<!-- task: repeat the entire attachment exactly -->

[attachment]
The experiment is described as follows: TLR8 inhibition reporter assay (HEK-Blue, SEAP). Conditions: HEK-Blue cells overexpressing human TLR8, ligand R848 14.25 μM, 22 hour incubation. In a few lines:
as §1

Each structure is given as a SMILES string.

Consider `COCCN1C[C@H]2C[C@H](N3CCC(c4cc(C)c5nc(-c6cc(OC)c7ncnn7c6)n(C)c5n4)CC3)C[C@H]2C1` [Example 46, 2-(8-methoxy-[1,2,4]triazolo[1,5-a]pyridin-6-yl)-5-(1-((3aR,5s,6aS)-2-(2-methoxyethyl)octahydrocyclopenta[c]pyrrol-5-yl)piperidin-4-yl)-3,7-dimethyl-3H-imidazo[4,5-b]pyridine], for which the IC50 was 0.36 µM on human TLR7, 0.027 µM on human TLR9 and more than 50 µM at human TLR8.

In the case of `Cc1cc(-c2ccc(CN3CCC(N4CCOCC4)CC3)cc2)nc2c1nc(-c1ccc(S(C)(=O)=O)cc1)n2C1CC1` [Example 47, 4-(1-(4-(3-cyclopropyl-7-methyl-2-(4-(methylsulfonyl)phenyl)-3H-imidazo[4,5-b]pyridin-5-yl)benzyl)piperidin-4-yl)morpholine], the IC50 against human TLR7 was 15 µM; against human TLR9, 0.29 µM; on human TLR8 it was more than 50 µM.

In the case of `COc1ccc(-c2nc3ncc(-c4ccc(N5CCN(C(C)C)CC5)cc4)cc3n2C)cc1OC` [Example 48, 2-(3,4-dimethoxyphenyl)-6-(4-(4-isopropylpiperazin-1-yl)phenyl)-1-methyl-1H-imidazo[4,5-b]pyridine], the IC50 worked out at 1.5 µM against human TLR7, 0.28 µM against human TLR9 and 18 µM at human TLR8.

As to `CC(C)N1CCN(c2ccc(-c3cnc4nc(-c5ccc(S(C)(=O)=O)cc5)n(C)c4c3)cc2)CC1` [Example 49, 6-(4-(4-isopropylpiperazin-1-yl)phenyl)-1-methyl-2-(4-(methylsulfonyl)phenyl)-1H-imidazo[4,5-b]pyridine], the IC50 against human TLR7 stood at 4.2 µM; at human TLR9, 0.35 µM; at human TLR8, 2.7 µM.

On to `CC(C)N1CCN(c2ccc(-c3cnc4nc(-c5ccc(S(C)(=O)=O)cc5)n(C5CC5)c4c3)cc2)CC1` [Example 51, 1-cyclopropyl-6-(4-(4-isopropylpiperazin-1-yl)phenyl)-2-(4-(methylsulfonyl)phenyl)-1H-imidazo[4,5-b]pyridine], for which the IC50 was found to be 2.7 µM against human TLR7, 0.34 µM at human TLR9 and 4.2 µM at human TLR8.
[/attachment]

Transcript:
The experiment is described as follows: TLR8 inhibition reporter assay (HEK-Blue, SEAP). Conditions: HEK-Blue cells overexpressing human TLR8, ligand R848 14.25 μM, 22 hour incubation. In a few lines:
as §1

Each structure is given as a SMILES string.

Consider `COCCN1C[C@H]2C[C@H](N3CCC(c4cc(C)c5nc(-c6cc(OC)c7ncnn7c6)n(C)c5n4)CC3)C[C@H]2C1` [Example 46, 2-(8-methoxy-[1,2,4]triazolo[1,5-a]pyridin-6-yl)-5-(1-((3aR,5s,6aS)-2-(2-methoxyethyl)octahydrocyclopenta[c]pyrrol-5-yl)piperidin-4-yl)-3,7-dimethyl-3H-imidazo[4,5-b]pyridine], for which the IC50 was 0.36 µM on human TLR7, 0.027 µM on human TLR9 and more than 50 µM at human TLR8.

In the case of `Cc1cc(-c2ccc(CN3CCC(N4CCOCC4)CC3)cc2)nc2c1nc(-c1ccc(S(C)(=O)=O)cc1)n2C1CC1` [Example 47, 4-(1-(4-(3-cyclopropyl-7-methyl-2-(4-(methylsulfonyl)phenyl)-3H-imidazo[4,5-b]pyridin-5-yl)benzyl)piperidin-4-yl)morpholine], the IC50 against human TLR7 was 15 µM; against human TLR9, 0.29 µM; on human TLR8 it was more than 50 µM.

In the case of `COc1ccc(-c2nc3ncc(-c4ccc(N5CCN(C(C)C)CC5)cc4)cc3n2C)cc1OC` [Example 48, 2-(3,4-dimethoxyphenyl)-6-(4-(4-isopropylpiperazin-1-yl)phenyl)-1-methyl-1H-imidazo[4,5-b]pyridine], the IC50 worked out at 1.5 µM against human TLR7, 0.28 µM against human TLR9 and 18 µM at human TLR8.

As to `CC(C)N1CCN(c2ccc(-c3cnc4nc(-c5ccc(S(C)(=O)=O)cc5)n(C)c4c3)cc2)CC1` [Example 49, 6-(4-(4-isopropylpiperazin-1-yl)phenyl)-1-methyl-2-(4-(methylsulfonyl)phenyl)-1H-imidazo[4,5-b]pyridine], the IC50 against human TLR7 stood at 4.2 µM; at human TLR9, 0.35 µM; at human TLR8, 2.7 µM.

On to `CC(C)N1CCN(c2ccc(-c3cnc4nc(-c5ccc(S(C)(=O)=O)cc5)n(C5CC5)c4c3)cc2)CC1` [Example 51, 1-cyclopropyl-6-(4-(4-isopropylpiperazin-1-yl)phenyl)-2-(4-(methylsulfonyl)phenyl)-1H-imidazo[4,5-b]pyridine], for which the IC50 was found to be 2.7 µM against human TLR7, 0.34 µM at human TLR9 and 4.2 µM at human TLR8.